Rebel Tories: Kick bish­ops out of Lords

The Mail on Sunday - - Comment - By Bren­dan Car­lin PO­LIT­I­CAL RE­PORTER

RAD­I­CAL plans to kick bish­ops out of the House of Lords are be­ing pro­posed by MPs as the price of a con­tro­ver­sial bid to slash the size of the Com­mons.

Prime Min­is­ter Theresa May was last night told to prune the ‘bloated’ Lords or ditch pro­pos­als to re­duce the num­ber of MPs from 650 to 600.

The ul­ti­ma­tum from rebel Tories came ahead of the re­lease this week of de­tailed pro­pos­als to axe 50 con­stituen­cies at the next Gen­eral Elec­tion.

The move – part of a Tory man­i­festo pledge to ‘cut the cost of pol­i­tics’ – will trig­ger bit­ter turf wars among MPs over whose seats will go.

Se­nior Tory MP Charles Walker branded the plans ‘ridicu­lous’ if they were not matched by sim­i­lar mea­sures to cut the size of the ‘bloated’ and un­elected House of Lords, which has 805 mem­bers.

Mr Walker, chair­man of the in­flu­en­tial Com­mons’ Pro­ce­dure Com­mit­tee, set out a rad­i­cal plan in­volv­ing:

Eject­ing 21 Church of Eng­land bish­ops from the Lords, leav­ing only five se­nior ‘Lords Spir­i­tual’ – in­clud­ing the Archbishop of Can­ter­bury;

Re­mov­ing the re­main­ing 92 hered­i­tary peers;

Re­quir­ing all other peers to stand down au­to­mat­i­cally af­ter 20 years’ ser­vice.

His blue­print was ac­com­pa­nied by warn­ings from other MPs that Mrs May, who has a work­ing Com­mons ma­jor­ity of only 17, will lose the vote to re­duce the num­ber of MPs un­less she makes ma­jor con­ces­sions.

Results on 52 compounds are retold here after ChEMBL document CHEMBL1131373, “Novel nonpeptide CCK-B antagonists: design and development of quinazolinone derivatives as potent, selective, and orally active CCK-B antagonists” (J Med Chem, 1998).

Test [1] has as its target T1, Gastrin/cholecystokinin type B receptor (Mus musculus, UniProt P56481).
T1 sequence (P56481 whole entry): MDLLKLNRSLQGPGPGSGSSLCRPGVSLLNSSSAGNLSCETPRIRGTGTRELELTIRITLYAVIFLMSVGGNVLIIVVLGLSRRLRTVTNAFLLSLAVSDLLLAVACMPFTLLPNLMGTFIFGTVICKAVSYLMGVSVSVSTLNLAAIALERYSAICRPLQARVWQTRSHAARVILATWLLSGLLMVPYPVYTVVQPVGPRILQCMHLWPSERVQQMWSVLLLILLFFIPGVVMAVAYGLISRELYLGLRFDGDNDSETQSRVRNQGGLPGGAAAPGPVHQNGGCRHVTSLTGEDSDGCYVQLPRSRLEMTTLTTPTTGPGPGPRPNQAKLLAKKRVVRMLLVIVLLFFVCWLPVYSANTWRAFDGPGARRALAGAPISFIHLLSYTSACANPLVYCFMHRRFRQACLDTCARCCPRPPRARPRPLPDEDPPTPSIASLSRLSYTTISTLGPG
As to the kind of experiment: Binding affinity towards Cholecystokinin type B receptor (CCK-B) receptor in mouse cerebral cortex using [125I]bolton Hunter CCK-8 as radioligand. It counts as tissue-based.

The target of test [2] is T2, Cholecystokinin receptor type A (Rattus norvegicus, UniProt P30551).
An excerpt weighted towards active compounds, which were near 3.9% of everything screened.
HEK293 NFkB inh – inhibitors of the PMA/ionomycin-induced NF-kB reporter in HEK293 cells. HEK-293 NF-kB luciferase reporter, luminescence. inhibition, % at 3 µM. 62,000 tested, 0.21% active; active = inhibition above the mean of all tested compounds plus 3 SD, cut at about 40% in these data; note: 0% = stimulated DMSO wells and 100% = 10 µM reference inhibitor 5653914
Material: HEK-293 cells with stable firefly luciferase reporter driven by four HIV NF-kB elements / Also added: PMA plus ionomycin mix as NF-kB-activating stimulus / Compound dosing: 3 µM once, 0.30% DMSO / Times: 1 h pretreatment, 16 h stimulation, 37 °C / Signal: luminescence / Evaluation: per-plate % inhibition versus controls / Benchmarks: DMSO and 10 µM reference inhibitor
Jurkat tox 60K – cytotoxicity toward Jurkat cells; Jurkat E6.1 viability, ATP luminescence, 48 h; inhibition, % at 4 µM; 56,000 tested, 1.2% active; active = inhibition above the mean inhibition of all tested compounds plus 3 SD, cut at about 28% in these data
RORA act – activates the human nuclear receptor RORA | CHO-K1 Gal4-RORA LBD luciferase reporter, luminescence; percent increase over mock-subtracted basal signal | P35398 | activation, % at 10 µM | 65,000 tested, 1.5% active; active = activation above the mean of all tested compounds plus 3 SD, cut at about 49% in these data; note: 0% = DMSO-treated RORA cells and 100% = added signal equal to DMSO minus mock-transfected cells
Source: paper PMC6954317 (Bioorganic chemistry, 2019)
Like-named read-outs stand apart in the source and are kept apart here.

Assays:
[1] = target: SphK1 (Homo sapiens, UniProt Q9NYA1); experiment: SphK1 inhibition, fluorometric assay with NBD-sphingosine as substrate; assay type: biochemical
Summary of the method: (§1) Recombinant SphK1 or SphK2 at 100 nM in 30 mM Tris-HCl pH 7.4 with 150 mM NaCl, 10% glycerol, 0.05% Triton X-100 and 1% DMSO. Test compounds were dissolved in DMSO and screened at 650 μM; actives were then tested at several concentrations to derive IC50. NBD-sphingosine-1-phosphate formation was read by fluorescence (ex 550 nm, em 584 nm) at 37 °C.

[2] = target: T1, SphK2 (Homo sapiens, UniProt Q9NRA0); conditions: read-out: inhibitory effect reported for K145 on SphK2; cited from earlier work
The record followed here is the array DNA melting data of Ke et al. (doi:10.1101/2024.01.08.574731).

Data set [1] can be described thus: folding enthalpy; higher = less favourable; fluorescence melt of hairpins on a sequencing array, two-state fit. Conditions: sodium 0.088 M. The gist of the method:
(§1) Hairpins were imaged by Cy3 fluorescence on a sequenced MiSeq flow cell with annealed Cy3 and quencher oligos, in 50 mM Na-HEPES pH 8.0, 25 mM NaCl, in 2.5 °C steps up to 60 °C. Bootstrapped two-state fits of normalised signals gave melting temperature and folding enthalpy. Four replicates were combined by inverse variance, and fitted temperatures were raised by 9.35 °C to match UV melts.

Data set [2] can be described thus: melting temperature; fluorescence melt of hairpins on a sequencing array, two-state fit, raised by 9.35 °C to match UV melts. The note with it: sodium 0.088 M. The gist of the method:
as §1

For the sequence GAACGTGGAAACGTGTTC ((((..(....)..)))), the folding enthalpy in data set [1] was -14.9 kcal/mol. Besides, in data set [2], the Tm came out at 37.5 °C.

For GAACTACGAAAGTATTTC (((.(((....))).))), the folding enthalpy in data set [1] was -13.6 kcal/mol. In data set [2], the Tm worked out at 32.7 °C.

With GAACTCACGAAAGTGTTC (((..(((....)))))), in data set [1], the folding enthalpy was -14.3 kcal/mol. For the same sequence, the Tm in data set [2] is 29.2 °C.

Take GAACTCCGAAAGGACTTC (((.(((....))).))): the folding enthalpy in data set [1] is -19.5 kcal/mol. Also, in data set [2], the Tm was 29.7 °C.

Labour, which could lose up to 30 seats from the shake-up, is al­ready set to op­pose the plans. And Mr Walker point­edly re­fused to rule out vot­ing with Labour if the Prime Min­is­ter failed to com­pro­mise.

He sug­gested Bri­tain could look like a ‘ba­nana repub­lic’ if it slashed the num­ber of elected MPs and kept en­larg­ing the un­elected Lords.

He said: ‘I do not be­lieve we can con­tem­plate re­duc­ing the num­ber of elected rep­re­sen­ta­tives sit­ting in our Par­lia­ment be­fore we have ad­dressed the size of the Lords.’

He added that he was happy to stay with the sys­tem where peers were ap­pointed rather than elected.

But he said: ‘We need to get the num­ber down to 600 or be­low.’

Fel­low Tory Philip Davies also at­tacked the MP re­duc­tion plans, and warned: ‘Most Tory MPs do not sup­port cut­ting the size of the Com­mons.’

Last night Gov­ern­ment sources said Mrs May was com­mit­ted to hon­our­ing the con­stituency bound­aries as promised in the 2015 Tory man­i­festo which vowed to ‘make votes of more equal value’.

One Tory MP said: ‘We have widely dif­fer­ent con­stituency sizes in terms of vot­ers and we need to equalise so that, as near as pos­si­ble, one per­son’s vote in one part of the coun­try is worth the same as another per­son’s in another seat.’

MPs will be able to ap­peal against the de­tailed con­stituency pro­pos­als ahead of a fi­nal Com­mons vote in 2018.

Newspapers in English

Newspapers from UK

© PressReader. All rights reserved.